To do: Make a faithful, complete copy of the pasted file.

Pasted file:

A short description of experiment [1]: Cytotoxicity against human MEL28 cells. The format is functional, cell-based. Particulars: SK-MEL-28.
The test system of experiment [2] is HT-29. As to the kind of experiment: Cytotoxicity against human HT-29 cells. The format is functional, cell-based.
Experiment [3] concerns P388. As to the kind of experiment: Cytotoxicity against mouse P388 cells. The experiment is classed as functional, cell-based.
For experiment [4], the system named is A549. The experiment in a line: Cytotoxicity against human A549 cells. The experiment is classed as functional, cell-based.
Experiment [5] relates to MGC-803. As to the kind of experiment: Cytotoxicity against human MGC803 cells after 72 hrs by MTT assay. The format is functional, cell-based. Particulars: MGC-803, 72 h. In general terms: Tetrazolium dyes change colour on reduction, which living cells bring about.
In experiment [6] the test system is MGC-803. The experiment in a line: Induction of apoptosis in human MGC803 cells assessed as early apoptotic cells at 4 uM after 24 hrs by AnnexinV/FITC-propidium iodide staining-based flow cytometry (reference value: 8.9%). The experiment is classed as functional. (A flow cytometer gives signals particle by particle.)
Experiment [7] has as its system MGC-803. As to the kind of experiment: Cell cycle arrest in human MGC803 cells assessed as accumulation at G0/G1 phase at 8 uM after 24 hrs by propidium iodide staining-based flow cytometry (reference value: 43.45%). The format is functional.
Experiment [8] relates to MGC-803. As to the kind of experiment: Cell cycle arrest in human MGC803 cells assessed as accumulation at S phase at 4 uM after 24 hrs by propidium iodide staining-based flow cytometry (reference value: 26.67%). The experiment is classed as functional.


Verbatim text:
A short description of experiment [1]: Cytotoxicity against human MEL28 cells. The format is functional, cell-based. Particulars: SK-MEL-28.
The test system of experiment [2] is HT-29. As to the kind of experiment: Cytotoxicity against human HT-29 cells. The format is functional, cell-based.
Experiment [3] concerns P388. As to the kind of experiment: Cytotoxicity against mouse P388 cells. The experiment is classed as functional, cell-based.
For experiment [4], the system named is A549. The experiment in a line: Cytotoxicity against human A549 cells. The experiment is classed as functional, cell-based.
Experiment [5] relates to MGC-803. As to the kind of experiment: Cytotoxicity against human MGC803 cells after 72 hrs by MTT assay. The format is functional, cell-based. Particulars: MGC-803, 72 h. In general terms: Tetrazolium dyes change colour on reduction, which living cells bring about.
In experiment [6] the test system is MGC-803. The experiment in a line: Induction of apoptosis in human MGC803 cells assessed as early apoptotic cells at 4 uM after 24 hrs by AnnexinV/FITC-propidium iodide staining-based flow cytometry (reference value: 8.9%). The experiment is classed as functional. (A flow cytometer gives signals particle by particle.)
Experiment [7] has as its system MGC-803. As to the kind of experiment: Cell cycle arrest in human MGC803 cells assessed as accumulation at G0/G1 phase at 8 uM after 24 hrs by propidium iodide staining-based flow cytometry (reference value: 43.45%). The format is functional.
Experiment [8] relates to MGC-803. As to the kind of experiment: Cell cycle arrest in human MGC803 cells assessed as accumulation at S phase at 4 uM after 24 hrs by propidium iodide staining-based flow cytometry (reference value: 26.67%). The experiment is classed as functional.